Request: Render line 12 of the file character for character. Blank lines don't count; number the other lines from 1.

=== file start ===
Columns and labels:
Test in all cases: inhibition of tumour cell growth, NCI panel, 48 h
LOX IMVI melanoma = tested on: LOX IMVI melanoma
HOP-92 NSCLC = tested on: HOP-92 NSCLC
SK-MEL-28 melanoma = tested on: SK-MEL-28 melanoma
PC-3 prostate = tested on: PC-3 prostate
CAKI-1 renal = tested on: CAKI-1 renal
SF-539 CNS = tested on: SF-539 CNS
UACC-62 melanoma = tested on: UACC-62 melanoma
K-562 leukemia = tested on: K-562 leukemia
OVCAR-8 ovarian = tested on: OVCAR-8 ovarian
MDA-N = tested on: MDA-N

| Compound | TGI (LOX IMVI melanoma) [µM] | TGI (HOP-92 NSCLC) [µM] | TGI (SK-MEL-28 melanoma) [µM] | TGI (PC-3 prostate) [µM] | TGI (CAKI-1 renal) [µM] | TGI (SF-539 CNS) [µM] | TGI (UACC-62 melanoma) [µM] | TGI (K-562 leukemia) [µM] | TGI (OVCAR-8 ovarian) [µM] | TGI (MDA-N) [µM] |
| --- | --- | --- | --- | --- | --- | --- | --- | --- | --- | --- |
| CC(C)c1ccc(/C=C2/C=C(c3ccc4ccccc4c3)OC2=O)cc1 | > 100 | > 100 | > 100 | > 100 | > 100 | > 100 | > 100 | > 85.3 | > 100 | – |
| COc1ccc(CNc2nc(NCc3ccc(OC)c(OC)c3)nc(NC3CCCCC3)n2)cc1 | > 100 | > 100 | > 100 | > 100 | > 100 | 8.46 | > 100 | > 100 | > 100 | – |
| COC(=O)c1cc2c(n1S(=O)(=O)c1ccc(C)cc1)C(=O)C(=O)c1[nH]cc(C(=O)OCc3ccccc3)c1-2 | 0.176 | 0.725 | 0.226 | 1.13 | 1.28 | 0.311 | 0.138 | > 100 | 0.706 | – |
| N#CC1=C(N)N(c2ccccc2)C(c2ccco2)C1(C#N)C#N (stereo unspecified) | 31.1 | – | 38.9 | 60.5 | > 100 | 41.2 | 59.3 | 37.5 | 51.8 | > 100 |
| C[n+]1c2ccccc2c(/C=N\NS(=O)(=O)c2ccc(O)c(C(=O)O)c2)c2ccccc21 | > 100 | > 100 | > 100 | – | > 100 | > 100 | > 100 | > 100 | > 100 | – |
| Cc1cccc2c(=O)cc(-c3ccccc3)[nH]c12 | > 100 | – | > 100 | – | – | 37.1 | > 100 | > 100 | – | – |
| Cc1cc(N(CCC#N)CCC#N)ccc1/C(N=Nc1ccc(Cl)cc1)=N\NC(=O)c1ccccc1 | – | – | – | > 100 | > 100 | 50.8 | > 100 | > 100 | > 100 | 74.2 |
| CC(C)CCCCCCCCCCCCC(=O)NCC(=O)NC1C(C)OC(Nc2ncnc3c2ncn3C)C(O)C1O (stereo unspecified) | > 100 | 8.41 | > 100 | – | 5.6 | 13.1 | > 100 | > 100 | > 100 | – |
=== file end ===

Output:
MDA-N = tested on: MDA-N